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GFDL Research Highlights

February 24th, 2012 - Transport of Asian ozone pollution into surface air over the western United States in spring

As Asian countries develop, they are emitting more ozone precursors that pollute surface level air. Many studies have documented this pollution being carried by air currents to the western United States. To determine the extent to which this pollution is affecting air quality in the western U.S., we analyzed balloon soundings, aircraft, surface and satellite measurements from May through June 2010 using a new global high-resolution chemistry-climate model. Our findings indicate that Asian pollution contributes as much as 20 percent of total ozone during springtime pollution episodes in western U.S. surface air. Read More…

February 14th, 2012 - Will open ocean oxygen stress intensify under climate change?

Ten percent of today’s ocean volume is characterized by low level of dissolved oxygen similar to those found in the well-known “dead zones” in the Gulf of Mexico with 35% of global surface waters overlying at least some of this “hypoxia” (O2 < 88 µM;2ml l-1). Under global warming, higher temperatures would be expected to directly lower oxygen concentrations and enhanced stratification to reduce the flow of well-ventilated surface waters to the interior. Under such circumstances, it has been hypothesized that the open-ocean dead zones could greatly expand and indeed changes in low-oxygen waters have been invoked as evidence of climate change. Read More…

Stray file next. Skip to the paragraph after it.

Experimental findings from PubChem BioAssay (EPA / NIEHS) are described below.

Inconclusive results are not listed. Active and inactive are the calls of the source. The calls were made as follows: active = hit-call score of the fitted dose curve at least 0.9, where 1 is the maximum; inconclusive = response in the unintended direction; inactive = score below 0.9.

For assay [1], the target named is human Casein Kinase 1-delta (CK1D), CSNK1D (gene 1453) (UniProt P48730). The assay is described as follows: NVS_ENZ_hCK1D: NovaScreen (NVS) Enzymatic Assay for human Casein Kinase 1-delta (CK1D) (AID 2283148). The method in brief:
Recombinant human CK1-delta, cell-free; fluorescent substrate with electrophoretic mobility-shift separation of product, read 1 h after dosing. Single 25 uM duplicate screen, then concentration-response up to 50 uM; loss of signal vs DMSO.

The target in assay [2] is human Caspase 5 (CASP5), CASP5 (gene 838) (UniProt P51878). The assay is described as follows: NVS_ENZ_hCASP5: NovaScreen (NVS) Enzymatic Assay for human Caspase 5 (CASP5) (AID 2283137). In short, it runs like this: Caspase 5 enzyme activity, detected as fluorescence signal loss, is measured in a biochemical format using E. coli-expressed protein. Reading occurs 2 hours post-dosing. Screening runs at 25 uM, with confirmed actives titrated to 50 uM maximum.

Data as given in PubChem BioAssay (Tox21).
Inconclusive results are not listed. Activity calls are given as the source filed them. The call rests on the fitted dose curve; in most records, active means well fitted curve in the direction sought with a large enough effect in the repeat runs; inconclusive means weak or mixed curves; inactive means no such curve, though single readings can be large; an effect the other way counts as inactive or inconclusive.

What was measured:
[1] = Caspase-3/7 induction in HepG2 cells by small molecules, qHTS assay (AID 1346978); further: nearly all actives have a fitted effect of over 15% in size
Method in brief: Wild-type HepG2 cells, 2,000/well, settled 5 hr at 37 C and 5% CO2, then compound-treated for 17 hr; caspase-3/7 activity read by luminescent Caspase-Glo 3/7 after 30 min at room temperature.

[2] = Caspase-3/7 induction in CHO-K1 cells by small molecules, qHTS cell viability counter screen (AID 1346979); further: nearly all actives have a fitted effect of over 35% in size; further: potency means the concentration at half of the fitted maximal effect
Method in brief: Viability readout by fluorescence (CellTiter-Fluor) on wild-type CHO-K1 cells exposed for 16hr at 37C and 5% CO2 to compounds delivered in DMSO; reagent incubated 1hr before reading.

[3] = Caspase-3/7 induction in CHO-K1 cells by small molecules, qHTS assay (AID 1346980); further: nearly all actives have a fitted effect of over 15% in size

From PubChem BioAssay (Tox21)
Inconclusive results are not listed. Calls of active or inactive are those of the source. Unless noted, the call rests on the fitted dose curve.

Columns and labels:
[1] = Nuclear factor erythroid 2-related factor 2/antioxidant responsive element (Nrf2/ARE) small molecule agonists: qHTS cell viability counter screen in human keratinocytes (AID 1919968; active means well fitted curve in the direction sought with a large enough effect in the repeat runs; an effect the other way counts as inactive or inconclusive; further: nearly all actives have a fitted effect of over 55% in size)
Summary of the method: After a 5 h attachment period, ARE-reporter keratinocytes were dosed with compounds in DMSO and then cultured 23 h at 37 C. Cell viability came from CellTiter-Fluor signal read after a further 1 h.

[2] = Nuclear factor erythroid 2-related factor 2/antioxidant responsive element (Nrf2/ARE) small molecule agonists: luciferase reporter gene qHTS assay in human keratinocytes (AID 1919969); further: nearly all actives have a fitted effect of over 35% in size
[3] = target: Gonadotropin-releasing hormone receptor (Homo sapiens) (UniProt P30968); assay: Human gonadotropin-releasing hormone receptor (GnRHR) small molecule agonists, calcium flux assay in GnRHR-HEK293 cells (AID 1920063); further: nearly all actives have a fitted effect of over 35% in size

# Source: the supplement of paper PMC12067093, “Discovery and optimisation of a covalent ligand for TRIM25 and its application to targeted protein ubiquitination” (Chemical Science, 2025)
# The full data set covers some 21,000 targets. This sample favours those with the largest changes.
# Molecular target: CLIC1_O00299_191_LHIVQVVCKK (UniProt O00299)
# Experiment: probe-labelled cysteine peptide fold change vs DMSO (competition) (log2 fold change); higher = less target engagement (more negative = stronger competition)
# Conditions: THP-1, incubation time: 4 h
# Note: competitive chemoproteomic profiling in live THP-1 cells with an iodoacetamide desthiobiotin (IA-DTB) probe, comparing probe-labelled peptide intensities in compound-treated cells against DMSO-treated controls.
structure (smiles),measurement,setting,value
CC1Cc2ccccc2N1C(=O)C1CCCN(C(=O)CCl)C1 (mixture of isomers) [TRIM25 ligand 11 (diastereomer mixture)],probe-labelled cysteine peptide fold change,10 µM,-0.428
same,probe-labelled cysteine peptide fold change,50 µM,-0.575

January 24th, 2012 - Pathways Between Primary Production and Fisheries Yields of Large Marine Ecosystems

There is considerable uncertainty in projections of the impacts of climate on fisheries yields due to uncertainties in climate change impacts on primary production and the processes controlling how much primary production is transferred to fish. Primary production and proxies such as chlorophyll have proven to be useful predictors of fisheries yields at regional scales but show much less skill when applied globally. The marine food web dynamics that control the transfer of energy from phytoplankton to fish are complex and the relationship between primary production and fisheries production may differ dramatically between ecosystems due to changes in planktonic food web structure. Read More…

September 29th, 2011 - Anthropogenic Aerosols and the Weakening of the South Asian Summer Monsoon

An important part of the global water cycle, the South Asian summer monsoon provides about 80% of the region’s annual precipitation, and touches the lives of more than 20% of the world’s population. Using the NOAA/GFDL state-of-the-art global climate model that accounts for all the known natural and anthropogenic forcings, we have investigated what caused the observed decrease in the South Asian summer monsoon rainfall over the second half of the 20th century. Was the widespread drying due to natural factors or human activities? If the latter, what were the relative contributions of anthropogenic greenhouse gases and aerosols? Answering these questions poses a challenging test on our fundamental knowledge of the changes to the Earth’s hydrological cycle, and on our ability to understand and project future regional climate change. Read More…

September 12th, 2011 - Climatological characteristics of Arctic and Antarctic surface-based inversions